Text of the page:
A roadside bomb exploded in Cairo Thursday morning, damaging a bus and injuring five people.
The explosives were planted outside the girls’ dormitories of Al-Azhar University, in the suburb of Nasr City, in an area that has recently witnessed repeated clashes between security forces and student protesters. The police defused other explosives in the area, which was sealed off shortly after the blast went off around 9 am.
Head of the Central Department for Emergency Care said that all five casualties, including one in critical condition, were sent to the Medical Insurance Hospital in Nasr City.
Independent newspaper Al-Shorouk reported that the injured were on a bus, which was passing by when the bomb exploded. The windows of the red public transport bus were blown out and shattered glass lay strewn on the ground.
“I was walking past the university building when I felt the earth shaking underneath me,” said Abdel Salam Rohayyem, a 21-year-old student. “I ran towards the site and saw two people lying on the ground and one inside the bus. One was covered with blood and another had bones protruding from one of his legs.”
Head of Civil Defense General Mamdooh Abdel Qader said that security forces and a bomb squad located two other bombs in Nasr City near King Fahd School in Al-Qazeerah al-Wusta, one of which was planted under a billboard to be detonated by remote control.
“There were two bombs planted, one of which was defused,” Yehia al-Iraqi, head of the Eastern District Department at the Interior Ministry, told reporters at the site. “The second was meant to target police coming to the scene. We are now surveying the area for other possible explosives, and we have started to hunt down the perpetrators.”
Security forces closed the entire area to look for more undetonated bombs. Al-Shorouk said that the bomb was locally manufactured.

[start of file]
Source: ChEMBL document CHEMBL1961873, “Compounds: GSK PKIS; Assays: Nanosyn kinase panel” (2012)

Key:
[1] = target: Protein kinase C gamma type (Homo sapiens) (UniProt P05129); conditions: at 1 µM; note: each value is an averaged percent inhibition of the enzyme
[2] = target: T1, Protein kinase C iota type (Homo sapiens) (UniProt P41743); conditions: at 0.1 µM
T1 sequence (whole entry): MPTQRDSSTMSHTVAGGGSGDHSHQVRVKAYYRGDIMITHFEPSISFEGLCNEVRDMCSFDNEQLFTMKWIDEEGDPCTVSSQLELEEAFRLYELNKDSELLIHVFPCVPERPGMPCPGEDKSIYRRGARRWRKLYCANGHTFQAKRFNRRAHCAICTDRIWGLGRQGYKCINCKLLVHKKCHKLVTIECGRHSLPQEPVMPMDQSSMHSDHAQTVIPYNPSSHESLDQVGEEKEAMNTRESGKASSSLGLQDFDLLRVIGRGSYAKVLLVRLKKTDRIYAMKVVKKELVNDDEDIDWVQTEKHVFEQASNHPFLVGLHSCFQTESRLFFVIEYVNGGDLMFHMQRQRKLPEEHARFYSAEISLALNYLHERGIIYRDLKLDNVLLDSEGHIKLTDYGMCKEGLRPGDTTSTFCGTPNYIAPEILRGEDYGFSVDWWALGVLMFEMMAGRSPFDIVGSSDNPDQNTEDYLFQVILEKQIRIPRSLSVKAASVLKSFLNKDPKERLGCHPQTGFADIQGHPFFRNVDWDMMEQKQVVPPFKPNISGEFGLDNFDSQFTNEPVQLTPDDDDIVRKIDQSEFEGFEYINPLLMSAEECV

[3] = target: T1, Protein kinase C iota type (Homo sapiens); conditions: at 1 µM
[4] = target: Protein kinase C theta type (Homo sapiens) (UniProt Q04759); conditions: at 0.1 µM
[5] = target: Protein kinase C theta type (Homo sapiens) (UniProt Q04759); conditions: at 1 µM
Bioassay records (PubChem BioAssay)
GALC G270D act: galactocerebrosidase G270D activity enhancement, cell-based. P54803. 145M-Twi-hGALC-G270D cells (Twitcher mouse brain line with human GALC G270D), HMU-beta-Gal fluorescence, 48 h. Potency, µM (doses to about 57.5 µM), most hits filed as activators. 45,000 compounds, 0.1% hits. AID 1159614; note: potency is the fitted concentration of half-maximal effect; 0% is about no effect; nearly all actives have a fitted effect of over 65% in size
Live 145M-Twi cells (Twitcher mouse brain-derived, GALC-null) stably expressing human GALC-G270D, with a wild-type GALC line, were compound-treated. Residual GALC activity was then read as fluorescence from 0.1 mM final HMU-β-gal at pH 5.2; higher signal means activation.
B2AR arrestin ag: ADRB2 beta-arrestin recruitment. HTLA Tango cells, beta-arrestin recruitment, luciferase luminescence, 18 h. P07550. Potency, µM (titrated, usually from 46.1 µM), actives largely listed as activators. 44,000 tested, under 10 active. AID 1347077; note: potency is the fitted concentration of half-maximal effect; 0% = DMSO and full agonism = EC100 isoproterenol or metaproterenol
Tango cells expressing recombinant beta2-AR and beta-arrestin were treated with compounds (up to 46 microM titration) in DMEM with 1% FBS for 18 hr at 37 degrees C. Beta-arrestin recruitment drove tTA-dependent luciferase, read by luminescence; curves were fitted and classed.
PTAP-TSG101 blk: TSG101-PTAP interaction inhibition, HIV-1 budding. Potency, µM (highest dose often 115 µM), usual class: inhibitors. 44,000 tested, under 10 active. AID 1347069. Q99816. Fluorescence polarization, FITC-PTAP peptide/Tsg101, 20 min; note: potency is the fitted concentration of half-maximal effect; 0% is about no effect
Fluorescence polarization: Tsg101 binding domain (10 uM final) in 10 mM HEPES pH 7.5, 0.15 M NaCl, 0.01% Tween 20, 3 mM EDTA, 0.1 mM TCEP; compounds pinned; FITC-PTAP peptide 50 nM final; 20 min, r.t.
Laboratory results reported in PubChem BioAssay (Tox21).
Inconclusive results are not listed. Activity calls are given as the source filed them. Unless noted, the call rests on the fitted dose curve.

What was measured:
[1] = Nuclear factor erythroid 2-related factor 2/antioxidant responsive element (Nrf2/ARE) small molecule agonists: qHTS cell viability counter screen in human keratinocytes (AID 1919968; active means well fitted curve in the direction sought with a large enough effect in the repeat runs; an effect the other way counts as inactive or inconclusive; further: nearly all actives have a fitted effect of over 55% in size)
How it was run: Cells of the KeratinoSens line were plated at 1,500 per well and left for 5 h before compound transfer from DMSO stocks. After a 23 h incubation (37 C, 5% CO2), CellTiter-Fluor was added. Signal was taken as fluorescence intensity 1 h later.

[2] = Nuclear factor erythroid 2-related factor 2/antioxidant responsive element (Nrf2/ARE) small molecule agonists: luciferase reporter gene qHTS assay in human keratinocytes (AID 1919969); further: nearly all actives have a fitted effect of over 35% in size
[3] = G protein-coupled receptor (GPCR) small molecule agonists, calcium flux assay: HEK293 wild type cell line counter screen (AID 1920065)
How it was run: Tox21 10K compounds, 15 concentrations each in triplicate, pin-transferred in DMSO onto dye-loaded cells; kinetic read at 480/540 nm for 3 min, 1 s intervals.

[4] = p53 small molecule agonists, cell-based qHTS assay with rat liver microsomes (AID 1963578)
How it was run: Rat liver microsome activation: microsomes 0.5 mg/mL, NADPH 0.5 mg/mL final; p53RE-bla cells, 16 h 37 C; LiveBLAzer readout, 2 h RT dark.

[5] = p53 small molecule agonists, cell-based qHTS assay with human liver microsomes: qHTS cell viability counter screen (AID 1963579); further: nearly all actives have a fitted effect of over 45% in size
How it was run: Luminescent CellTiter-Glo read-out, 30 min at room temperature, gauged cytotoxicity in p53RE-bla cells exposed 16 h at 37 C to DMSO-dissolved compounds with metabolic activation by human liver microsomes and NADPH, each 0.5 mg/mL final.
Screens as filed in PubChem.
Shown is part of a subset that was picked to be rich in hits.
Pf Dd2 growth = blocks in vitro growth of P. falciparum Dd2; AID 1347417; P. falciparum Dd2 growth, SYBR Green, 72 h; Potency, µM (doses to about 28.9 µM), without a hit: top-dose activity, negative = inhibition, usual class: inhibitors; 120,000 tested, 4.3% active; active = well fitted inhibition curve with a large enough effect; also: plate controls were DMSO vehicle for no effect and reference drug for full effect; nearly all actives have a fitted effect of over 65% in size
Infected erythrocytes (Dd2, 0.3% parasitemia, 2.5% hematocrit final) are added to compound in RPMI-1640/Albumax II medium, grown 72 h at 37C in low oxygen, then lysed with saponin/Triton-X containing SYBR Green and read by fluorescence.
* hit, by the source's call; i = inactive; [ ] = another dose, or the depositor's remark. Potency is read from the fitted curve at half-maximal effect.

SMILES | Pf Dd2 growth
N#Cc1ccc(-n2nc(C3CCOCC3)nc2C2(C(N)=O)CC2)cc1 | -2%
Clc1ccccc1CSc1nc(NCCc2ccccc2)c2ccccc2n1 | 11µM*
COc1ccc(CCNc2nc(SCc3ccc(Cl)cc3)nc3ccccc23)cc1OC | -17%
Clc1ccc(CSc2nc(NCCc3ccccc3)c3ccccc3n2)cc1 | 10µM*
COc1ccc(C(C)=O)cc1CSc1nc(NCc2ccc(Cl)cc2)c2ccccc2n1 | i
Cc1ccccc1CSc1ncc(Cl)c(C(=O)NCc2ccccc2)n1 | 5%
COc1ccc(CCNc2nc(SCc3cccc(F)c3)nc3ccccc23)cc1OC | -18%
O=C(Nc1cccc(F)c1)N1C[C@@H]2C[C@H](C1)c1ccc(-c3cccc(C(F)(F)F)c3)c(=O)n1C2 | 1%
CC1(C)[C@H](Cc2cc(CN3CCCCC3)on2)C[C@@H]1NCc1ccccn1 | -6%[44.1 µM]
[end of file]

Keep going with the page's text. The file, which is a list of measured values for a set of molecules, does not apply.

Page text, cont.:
The attack occurred one day after the Egyptian government officially designated the Muslim Brotherhood a “terrorist organization,” and a few days after 13 people were killed and 140 others were wounded in an explosion at a police building in the Nile Delta city of Mansoura, which the government blamed the Brotherhood for, despite Ansar Beit al-Maqdis claiming responsibility for it.
Prime Minister Hazem al-Beblawi said the Islamist group had “revealed its true ugly face as a terrorist organization.” The Brotherhood issued an official statement on Tuesday denouncing the attack and has sought to distance itself from such acts.
Hassan Mabrouk, a 47-year-old car dealer who was near the explosion site when it happened, said the decision to list the organization as a “terrorist” group came too late. “They have perpetrated several attacks and organized non-stop demonstrations. The situation we are living in now, is this not terrorism? It is them who perpetrated these attacks because they are now the main enemies of the country.”
“Of course, it’s the Muslim Brotherhood. Who else could it be?” shouted an angry woman who was surrounded by a crowd. Another woman yelled angrily, “This university should be burnt down. It is breeding terrorists.” A scuffle broke out between a woman accusing the Brotherhood of orchestrating the attack and a man sympathetic to the group. He was led away from the scene by police.
A group of Al-Azhar students looked on angrily, and one of them said, “Is this democracy when those who have an opposite opinion are not given a chance to express it?”
Mohamed Ibrahim, a 21-year-old student at Al-Azhar University, said, “The Brotherhood is not a terrorist organization. Do you think whoever planted the bomb was wearing a badge labeled ‘Muslim brotherhood?’ If they present one piece of evidence that they perpetrated the attacks, I will be convinced. But people are making statements without any proof.”
Mahmoud Nabawi, media spokesperson for the Tamarod (Rebel) Movement, which led the campaign to oust former president Mohamed Morsi from power in June, said, following the bombing, that categorizing the Brotherhood as a terrorist organization was the right thing to do. He added, “We [the Egyptian people] have to prove to the world that we are capable of ending terrorism.”
Since the bloody dispersal of a sit-in in Rabea Square in August, Brotherhood members and supporters have been rounded up and the group declared “outlawed” by a court order. Government officials and the media have consistently labeled the group and its supporters “terrorists,” but the government has so far not presented any evidence linking the group to the attacks.
“The State Security Investigations Department are not doing their job properly by showing us the truth and telling us who the perpetrators of these attacks are. They should show us who they arrest and make them confess in public,” Gamal Abdallah, a 54-year-old passerby, said.
The general prosecution asked all citizens with any information about the bombing or the assailants to come forward. State-owned Al-Ahram reported that General Prosecutor Hesham Barakat had started an investigation.